ESRC longitudinal studies review: an update

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Back in March, our Social Statistics section discussed how we might engage with the Economic and Social Research Council (ESRC) review of the future on investments in large longitudinal studies. A number of people got in touch to say the RSS should make some response. Here, we explain what progress has been made so far and how fellows and interested parties might engage further.

A longitudinal study is a research design that repeatedly observes a group of people (or cohort) over long periods of time. A famous example includes the Up television series, which has followed a group of same-aged people since 1964 when they were seven. They are often used by social scientists to study how life is changing over time.

The ESRC review is covering future need, methodology, potential for data linkage and how its current longitudinal studies portfolio fits with the UK’s broader data infrastructure. It has identified themes led by individual members of the team: these include content, harmonisation, linkage, access and capacity.

We have a concern that methodology for social statistics is on the fringes of the ESRC remit and funding responsibility has the possibility to get lost between research councils. Another issue is that while the UK led in birth cohorts, many countries now have them and issues of international comparability of design and analysis risk being neglected. However, we are pleased that the UK remains in a position of strength and hope that the new UK Research and Innovation body (UKRI) will look to build on this.

While there is a real concern that something will be lost if there is no further cohort investment, we are also interested in how administrative data can enhance our understanding of people's lives. A meeting at the British Academy organised by CLOSER and others heard proposals for a new study based on a survey admin spine/wave approach. It is clear that admin data can tell us new things, but also important to say that certain social relations and behaviours are not collected in this way.

One of the great contentions of the whole discussion about a possible future investment in a cohort study has been representativeness. For social researchers random sampling is now foundational but multivariate longitudinal inference does not require it. Epidemiologists have a different view and enrolment approaches have also been for antenatal recruitment. Furthemore we should remember that studies up to 1970 used a one week census of births as the cohort, with the advantage of being able to add immigrants to the sample. Our event (detailed below) will discuss this issue.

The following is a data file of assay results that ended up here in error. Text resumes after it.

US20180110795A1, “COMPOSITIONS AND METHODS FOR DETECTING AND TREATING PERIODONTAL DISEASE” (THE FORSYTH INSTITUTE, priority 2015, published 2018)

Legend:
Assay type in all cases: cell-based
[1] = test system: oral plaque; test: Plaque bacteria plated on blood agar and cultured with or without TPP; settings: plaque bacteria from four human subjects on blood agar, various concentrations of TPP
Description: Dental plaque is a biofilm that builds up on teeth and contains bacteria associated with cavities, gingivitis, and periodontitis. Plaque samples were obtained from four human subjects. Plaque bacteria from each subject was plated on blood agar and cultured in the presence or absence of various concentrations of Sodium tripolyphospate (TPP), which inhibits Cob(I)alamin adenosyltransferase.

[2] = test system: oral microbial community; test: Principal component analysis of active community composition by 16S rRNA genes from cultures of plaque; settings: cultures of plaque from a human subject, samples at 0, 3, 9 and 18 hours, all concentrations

Longitudinal studies are more than just the cohort all sampled at birth to understand a generation. These studies and the potential for a new investment have dominated discussions and member feedback. However, studies of ageing are more powerful sampled later in life and other life stages are of serious interest such as the adulthood transitions in Next Steps. Becoming more important is the idea of linked lives in families and households and how social relations affect life chances broadly conceived.

RSS fellows actually using open data sometimes find the level of approvals required at each stage onerous, although access to data seems to be improving. We are also keen to promote greater capability and extended training materials to support more sophisticated analysis for substantive research. It is sometimes frustrating that the glorious riches of our longitudinal studies are used for simple regressions and cross-sectional analyses. Substantive advances demand capability in sophisticated analysis which for our data has largely untapped potential.

A more difficult issue is about where the academic interest and funding responsibility for this sort of study fits. Proposals for data enhancements go beyond educational data to health records, geocoding and biological data. And the use of these data for understanding the life course is becoming more significant. Thus it is timely to say that UKRI might take an interest in coordinating design as well as methodology.

In June, the Wellcome Trust published its new strategy on longitudinal population studies. This includes commitments to fund longer term, ie five years plus, and methodology in data linkage and analysis. While Wellcome funds studies bearing on human health, social determinants and inequalities are rising up the health agenda. It has also been funding studies in developing nations for some time and so has experience internationally relevant to the Sustainable Development Goals.

In August, representatives of the Social Statistics section met with the ESRC review team, having already submitted a summary of the views from responses and discussion with members. This discussion focused on access to data sharing/linkage as well as capacity building and methodology investments for social statistics. We made the same distinction between capacity and capability seen in the ESRC review of skills, now seeking evidence.

Although it was felt important that the Social Statistics section should hold an event on longitudinal studies, the timetable of the review made this difficult. Therefore we agreed to hold an event on the methodology separate from the review, and this event takes place at the RSS on Thursday 26 October. As well as presentations on aspects of new design and methodology for large longitudinal studies of population, we will have a panel discussion. We want to establish an RSS perspective on methodological research priorities for analytical approaches and enhancements to interdisciplinary substantive study designs.

The event will be recorded if you are interested but unable to attend in person; you can also follow the hashtag #RSSLongPop on Twitter. 

Economic and Social Research Council (ESRC) Social Statistics section